Simulate a Printed Gradient Effect

Presenting another art guide to celebrate this seventh week of Hurm.com's 10 Year anniversary! In the background of the Local Heroes website, I use a dot pattern I created in Adobe Photoshop that simulates how a gradient would appear when printed. In this guide, I'll explain how I created that effect.

I'll recreate this effect in a small block, but you could do the same trick for any size or shape.

  1. Create a new, blank Photoshop document. Make sure the color mode is "RGB" (Mode > RGB). For no reason except to help the test image to stand out, I'm going to give my background a light color.

    image: blank drawing block

  2. Create a new layer called Layer 1. Select that layer.

  3. Set your foreground color to be black. Use the Gradient Tool to fill the Layer 1 with a "foreground to transparent" blend.

    image: block with black gradient

  4. Go to the Channels pallet, select the Blue channel, duplicate that channel. Rename this new channel "Dots."

    image: channels pallet

  5. Turn off all channels except Dots; make sure only the Dots channel is visible.

  6. Select Dots.

    image: only dots channel selected

  7. Set a Color Halftone (Filter > Pixelate > Color Halftone...) using the following settings.

    - Max Radius: 8 pixels
    - Channel 1: 45
    - Channel 2: 45
    - Channel 3: 45
    - Channel 4: 45

    image: color halftone settings

  8. The dots are made, but we're not done. We need to move the dots pattern from its channel over to a normal layer.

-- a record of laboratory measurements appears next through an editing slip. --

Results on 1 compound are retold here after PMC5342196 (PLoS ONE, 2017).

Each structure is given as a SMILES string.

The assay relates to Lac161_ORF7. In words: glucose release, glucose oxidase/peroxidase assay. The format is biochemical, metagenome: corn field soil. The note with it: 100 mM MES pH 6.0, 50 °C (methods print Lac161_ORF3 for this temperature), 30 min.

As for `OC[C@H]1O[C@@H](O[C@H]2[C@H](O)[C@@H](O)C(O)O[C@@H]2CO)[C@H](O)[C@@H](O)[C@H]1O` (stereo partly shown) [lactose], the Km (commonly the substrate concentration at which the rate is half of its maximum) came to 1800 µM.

9. Keep Dots selected. At the bottom of my Channels pallet is a small button with a dashed circle. It's labelled "Load channel as selection." Press that to select your dots pattern. (You can instead press-and-hold Control on your keyboard while you left-click the Dots channel.)

  10. Copy the selection (Edit > Copy).

  11. Make the RBG, Red, Green, and Blue channels visible again. Make the Dots channel invisible.

    image: all channels visible except dots

  12. Switch back to the Layers pallet. Create a new layer called Layer 2. Select that layer. Your dot-gradient selection should still be active.

    image: select Layer 2 image: dot selection still available

  13. Invert the selection (Select > Inverse).

  14. Fill the selection with black (Edit > Fill; choose black).

    image: fill selection with black

  15. Turn off the visibility of Layer 1 and edit or crop as desired.

    image: final dots

Now you have a layer with a dots-blend! If you trim just right, you could turn it into a tile-able pattern.

Because we planned ahead and used transparency, the background of the Photoshop file can be seen pretty nicely peeking out from behind the Layer 2 dots. An easy way to color the dots is invert the color to white, then Layer > Layer Style > Color Overlay, and finally pick the color you want for the dots.

Also, you can change the Color Halftone... details to anything you want. For example, 4 pixels is a tighter dot pattern while 16 pixels woudl be looser. You can change the angle from 45 to 60, 90, 83, or whatever, but just make sure all four numbers are the same as each other.

Share this Page:



Share this page with family and friends…even complete strangers. It's up to you. Whatever floats your boat.

Click the icon below to select the method of sharing.



Browse the archives »